how to build a dove bird house

Their graceful appearance and peaceful coo makes the dove a beloved sight for all bird enthusiasts, and their lifetime commitment to their mates can be a lesson to all lovers. Encouraging these beautiful birds to make their nest near yours can be simple with the right construction from dove-friendly materials, and a strategic location any dove would be proud to call home.

Birds that May Nest in this Birdhouse

The larger platform nesters, such as robins, blue jays, and doves, have more headroom thanks to the slightly larger design with gable roof.

Mourning doves and blue jays are not as readily drawn to platforms as robins are.

This platform features an open front, partially open sides, an approximate 8-inch ceiling, and an 8-by-8-inch base. Make from cedar, pine, or almost any softwood. Always use corrosion resistant screws and other hardware.

Drill regular pilot holes in secondary work pieces and countersunk pilot holes in primary work pieces, which are the first work pieces into which screws are inserted. This lessens the likelihood that the wood will split and allows for quick assembly using a power or hand screwdriver in a matter of minutes.

Install this platform seven to fifteen feet high on the side of a garage or shed, overlooking your backyard’s open areas and foliage. From there, birds can survey a broad area from their roost, safe from predators.

Choose a spot with caution that offers the right amount of shelter from the elements, visibility, access, and predators. Make sure the nest is not accessible by anything that squirrels or cats can climb.

Do not mount in a tree. A nesting platform is meant to mimic a solitary cliff crevice. For this reason, a wall-mounted platform shelter that is far from anything that could allow predators to enter is useful.

Sometimes platform nesters like the shelter of a porch roof. Try the open platform without a roof if the placement is beneath a roof or an eave. See discussion on platform nesters and individual species pages.

Remove the nest after the brood rearing seasons are over.

A dove can build a great foundation for her nest in a cone-style nest, which is much more secure than any flimsy home a bird might make for herself. The first piece of the cone nest puzzle is a 12-inch circle cut out of wire screen with a 4-inch pie slice cut out of it. After completing this step, form the large piece of screen into a cone and use floral wire or twist ties to secure the joints. These materials can cut a human hand, so proceed with extreme caution when shaping your cone. Make sure there are no sharp edges inside the cone because they can be just as dangerous to the dove. A newly arrived dove family can be protected from harm by using wrapped wire to close the cone.

To attract these beautiful birds to your yard, you must have a dove-friendly nest, but location is just as crucial. The nest should be at least five feet above the ground in order to keep predators from endangering the dove family. A repurposed coat hanger can be used to secure the container nest to a branch with appropriate foliage cover, while fasteners from a nearby hardware store can be used to attach the cone nest directly to a tree in a shaded spot. Since doves typically return to their nests to raise multiple offspring, providing a safe space for them to do so can bring them joy every year.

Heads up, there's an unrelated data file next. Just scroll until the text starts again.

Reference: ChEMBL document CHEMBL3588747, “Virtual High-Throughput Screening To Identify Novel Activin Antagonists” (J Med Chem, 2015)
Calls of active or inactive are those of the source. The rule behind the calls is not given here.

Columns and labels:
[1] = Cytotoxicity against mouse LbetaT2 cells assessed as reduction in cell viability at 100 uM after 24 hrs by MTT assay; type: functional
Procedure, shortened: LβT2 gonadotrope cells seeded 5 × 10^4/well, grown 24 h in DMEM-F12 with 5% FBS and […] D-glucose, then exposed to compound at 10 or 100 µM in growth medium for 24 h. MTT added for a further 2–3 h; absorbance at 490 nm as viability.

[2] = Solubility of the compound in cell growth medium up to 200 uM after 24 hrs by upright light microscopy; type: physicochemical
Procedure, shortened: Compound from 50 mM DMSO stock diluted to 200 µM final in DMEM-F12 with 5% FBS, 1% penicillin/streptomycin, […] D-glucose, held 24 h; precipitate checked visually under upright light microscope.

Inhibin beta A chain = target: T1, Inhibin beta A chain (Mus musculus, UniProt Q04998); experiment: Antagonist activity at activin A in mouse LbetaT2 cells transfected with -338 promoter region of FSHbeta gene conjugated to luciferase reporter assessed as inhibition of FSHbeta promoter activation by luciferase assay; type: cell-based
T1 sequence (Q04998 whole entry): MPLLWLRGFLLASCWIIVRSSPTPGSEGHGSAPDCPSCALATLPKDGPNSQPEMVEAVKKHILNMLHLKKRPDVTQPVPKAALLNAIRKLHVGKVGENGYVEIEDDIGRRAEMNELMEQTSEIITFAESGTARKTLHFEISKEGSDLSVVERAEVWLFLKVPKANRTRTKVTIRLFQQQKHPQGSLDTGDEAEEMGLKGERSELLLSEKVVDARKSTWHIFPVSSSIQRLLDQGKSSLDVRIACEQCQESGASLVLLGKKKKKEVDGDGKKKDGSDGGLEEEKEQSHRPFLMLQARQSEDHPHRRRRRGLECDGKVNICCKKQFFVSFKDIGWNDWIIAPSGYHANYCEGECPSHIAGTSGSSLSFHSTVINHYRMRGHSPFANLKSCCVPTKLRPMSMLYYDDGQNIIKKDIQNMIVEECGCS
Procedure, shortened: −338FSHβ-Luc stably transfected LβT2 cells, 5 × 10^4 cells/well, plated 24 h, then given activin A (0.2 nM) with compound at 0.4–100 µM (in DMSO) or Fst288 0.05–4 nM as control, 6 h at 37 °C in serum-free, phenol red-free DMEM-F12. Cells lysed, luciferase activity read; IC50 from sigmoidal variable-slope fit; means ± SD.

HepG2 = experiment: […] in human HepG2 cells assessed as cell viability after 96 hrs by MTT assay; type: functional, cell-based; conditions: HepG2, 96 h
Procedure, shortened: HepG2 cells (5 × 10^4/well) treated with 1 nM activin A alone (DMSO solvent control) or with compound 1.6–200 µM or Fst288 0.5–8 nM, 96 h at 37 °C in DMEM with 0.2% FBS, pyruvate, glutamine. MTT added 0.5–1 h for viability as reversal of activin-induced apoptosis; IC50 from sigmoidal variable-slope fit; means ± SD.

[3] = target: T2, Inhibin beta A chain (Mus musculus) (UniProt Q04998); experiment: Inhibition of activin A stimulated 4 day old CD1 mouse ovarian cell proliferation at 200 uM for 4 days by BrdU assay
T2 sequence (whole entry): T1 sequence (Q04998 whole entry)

There are almost 450 million doves that soar over America, so your chances of attracting one to a tree close to you are quite good. Although doves aren’t big fans of traditional birdhouses, you can make a basic nest for these avian neighbors that will last a lifetime out of materials you can find in your backyard. Both naturally occurring and captive-bred doves favor a shallow nest. The cone is useful for more than just ice cream; it can be used as a template to build a nest that will attract a family of doves.

Doves can also make good use of container nests; a milk jug with an opening big enough for a dove to enter and exit can serve as an appropriate base. When placing the jug outside, make sure it is securely fastened and that the entryway is free of any sharp edges. The dove can easily construct her own nest using the foundation you give her, but if you want to make something that’s ready to move into, the dove can make her final product out of thin, 4 to 5 inch-long twigs, pine needles, small pieces of paper or cotton, and straw.

The dove is a popular sight for bird enthusiasts due to its graceful appearance and peaceful coo, and lovers can learn from their unwavering dedication to their partners. With the correct construction, made of materials that are friendly to doves, and a thoughtful placement that any dove would be proud to call home, you can easily encourage these lovely birds to build their nest close to your property.


Can you build a birdhouse for doves?

Attracting doves by offering them one of many types of engaging bird houses is simple to do. They do not prefer to be enclosed while nesting–in fact, they do not choose to fuss too much about their nest house at all. When installing the Dove house, put some straw in the bird house as nesting material.

How high should a dove house be?

Choose a spot about 10 to 15 feet off the ground. This is the preferred height for nesting for mourning doves. You can hang the birdhouse from a patio or eave of the house.

What do doves use to build a nest?

A flimsy assembly of pine needles, twigs, and grass stems, unlined and with little insulation for the young. Over 2 to 4 days, the male carries twigs to the female, passing them to her while standing on her back; the female weaves them into a nest about 8 inches across.